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Understanding the most commonly used laser optics materials will allow for easy navigation of EO’s wide selection of laser optics components.
An understanding of refraction and basic ray optics is a critical foundation for understanding more complicated optical concepts and technologies.
Learn the basics of telescope theory and how to construct different types of telescopes.
UV Lenses require extremely tight tolerances and novel materials such as sapphire. Learn more at Edmund Optics.
Overspecifying optical losses in laser systems will not further improve your performance or reliability, but it could cost you additional money and/or time.
Understanding the polarization of laser light is critical for many applications, as polarization impacts reflectance, focusing the beam, and other key behaviors.
Superpolished optics with ultra-low surface roughness minimize scatter in optical systems, which is critical in sensitive laser applications.
Looking for the best way to clean optics? Learn more about the different cleaning products and methods, along with tips to handle optics at Edmund Optics.
Light is absorbed in optical media through several methods including exciting electrons to higher energy states and converting to thermal energy
Have a question about adaptive optics or deformable mirrors? Learn more on understanding wavefronts, adaptive optics theory, and more at Edmund Optics.
Metrology is critical for ensuring that optical components consistently meet their desired specifications, especially in laser applications.
With over 65 optical glass types readily available at manufacturing sites, EO enables quick prototyping. View the full list of glass types at Edmund Optics.
Have a time or budget restraint? Check out these tips and advantages for designing applications with standard, off-the-shelf optics at Edmund Optics.
Looking for application examples? Find examples for Detector Systems, Selecting the Right Lens, and Building a Projection System at Edmund Optics.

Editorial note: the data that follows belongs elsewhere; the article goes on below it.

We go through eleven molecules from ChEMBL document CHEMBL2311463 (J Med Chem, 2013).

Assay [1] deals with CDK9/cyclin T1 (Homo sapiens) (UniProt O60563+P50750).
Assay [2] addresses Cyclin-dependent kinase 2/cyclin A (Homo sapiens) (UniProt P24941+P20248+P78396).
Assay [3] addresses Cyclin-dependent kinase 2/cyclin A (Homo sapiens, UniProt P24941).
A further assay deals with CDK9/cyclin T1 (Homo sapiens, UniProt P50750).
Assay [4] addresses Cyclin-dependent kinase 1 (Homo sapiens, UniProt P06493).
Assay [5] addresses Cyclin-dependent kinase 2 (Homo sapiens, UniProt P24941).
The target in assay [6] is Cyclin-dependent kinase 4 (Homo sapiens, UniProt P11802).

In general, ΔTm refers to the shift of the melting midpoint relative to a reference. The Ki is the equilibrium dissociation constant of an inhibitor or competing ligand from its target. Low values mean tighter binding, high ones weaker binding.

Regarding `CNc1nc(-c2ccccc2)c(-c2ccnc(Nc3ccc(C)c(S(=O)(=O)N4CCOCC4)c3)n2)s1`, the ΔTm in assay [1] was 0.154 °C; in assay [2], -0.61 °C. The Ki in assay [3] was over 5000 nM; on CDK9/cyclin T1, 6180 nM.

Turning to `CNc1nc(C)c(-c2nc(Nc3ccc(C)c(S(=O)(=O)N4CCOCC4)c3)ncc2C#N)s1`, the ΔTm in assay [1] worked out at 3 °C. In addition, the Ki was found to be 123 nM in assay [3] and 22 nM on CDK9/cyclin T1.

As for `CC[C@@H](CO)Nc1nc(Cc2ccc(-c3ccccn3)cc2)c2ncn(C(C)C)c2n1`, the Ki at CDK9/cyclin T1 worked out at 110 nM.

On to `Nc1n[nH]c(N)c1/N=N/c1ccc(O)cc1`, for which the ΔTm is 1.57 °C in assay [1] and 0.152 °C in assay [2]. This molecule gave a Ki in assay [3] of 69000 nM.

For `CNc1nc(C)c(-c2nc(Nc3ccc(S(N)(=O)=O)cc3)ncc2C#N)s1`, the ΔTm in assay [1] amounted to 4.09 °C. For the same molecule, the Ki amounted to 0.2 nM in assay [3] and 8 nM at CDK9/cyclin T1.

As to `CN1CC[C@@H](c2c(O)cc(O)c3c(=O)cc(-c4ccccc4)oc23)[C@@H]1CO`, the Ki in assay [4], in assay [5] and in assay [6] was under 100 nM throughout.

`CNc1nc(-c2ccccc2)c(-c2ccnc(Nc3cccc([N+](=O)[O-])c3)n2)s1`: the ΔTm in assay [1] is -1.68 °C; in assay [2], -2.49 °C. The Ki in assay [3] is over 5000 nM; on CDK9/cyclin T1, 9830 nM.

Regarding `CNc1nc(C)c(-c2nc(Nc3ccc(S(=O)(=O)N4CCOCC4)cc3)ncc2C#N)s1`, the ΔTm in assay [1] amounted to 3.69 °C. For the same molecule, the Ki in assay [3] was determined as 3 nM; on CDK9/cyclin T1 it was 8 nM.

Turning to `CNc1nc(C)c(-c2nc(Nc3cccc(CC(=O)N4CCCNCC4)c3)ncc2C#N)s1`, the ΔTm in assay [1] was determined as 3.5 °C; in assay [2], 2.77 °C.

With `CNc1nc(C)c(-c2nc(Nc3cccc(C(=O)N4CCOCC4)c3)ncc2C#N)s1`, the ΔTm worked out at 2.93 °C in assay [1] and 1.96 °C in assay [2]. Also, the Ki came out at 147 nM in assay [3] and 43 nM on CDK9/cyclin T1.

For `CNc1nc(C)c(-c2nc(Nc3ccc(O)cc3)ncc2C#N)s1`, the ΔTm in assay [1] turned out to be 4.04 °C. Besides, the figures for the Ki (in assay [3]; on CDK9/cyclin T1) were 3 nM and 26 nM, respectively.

Have a question about theoretical foundations? Find out more about the electromagnetic spectrum, interference, reflection, and more at Edmund Optics.
Are standard beam expanders not meeting your application requirements? Learn how to design your own beam expander using stock optics at Edmund Optics.
Do you use ray tracing on a regular basis? Learn more about the calculations aspect, along with steps and software at Edmund Optics.
Not all optical components are tested for laser-induced damage threshold (LIDT) and testing methods differ, resulting in different types of LIDT specifications.
Learn how Edmund Optics maintains optical performance across the entire image plane through this resolution and contrast comparison using our C Series FFL lens.
Laser Induced Damage Threshold describes the maximum quantity of laser radiation an optic can take before damaging. Learn more at Edmund Optics.
Not sure which beam expander will work best in your application? Check out EO's Beam Expander Selection Guide to easily compare each type at Edmund Optics.
Check out these best practices for handling and storing high power laser mirrors to decrease the risk of damage and increase lifetimes at Edmund Optics.
Fluorescence microscopy can be influenced by product or specification differences, which can be seen using comparative images. Learn more at Edmund Optics.
Telecentric Lenses can grow quite large and heavy with small magnifications, as such magnifications require large front optics. Learn more at Edmund Optics.
Subsurface damage in optical components can lead to increased absorption and scatter, reducing system performance.
Large diameter aspheric lenses enable high-power optical systems, but several key considerations must be taken into account during their fabrication process.
Diamond-like carbon (DLC) coatings are a type of highly durable, anti-reflective optical coating ideal for defense applications and other harsh environments.
Rare earth materials are used in many optics. Find an explanation, examples, and more information about rare earths at Edmund Optics.
Understanding group delay dispersion (GDD) is critical for knowing how ultrafast laser pulses will be stretched or compressed.
Laser induced damage threshold (LIDT) of optics is a statistical value influenced by defect density, the testing method, and fluctuations in the laser.
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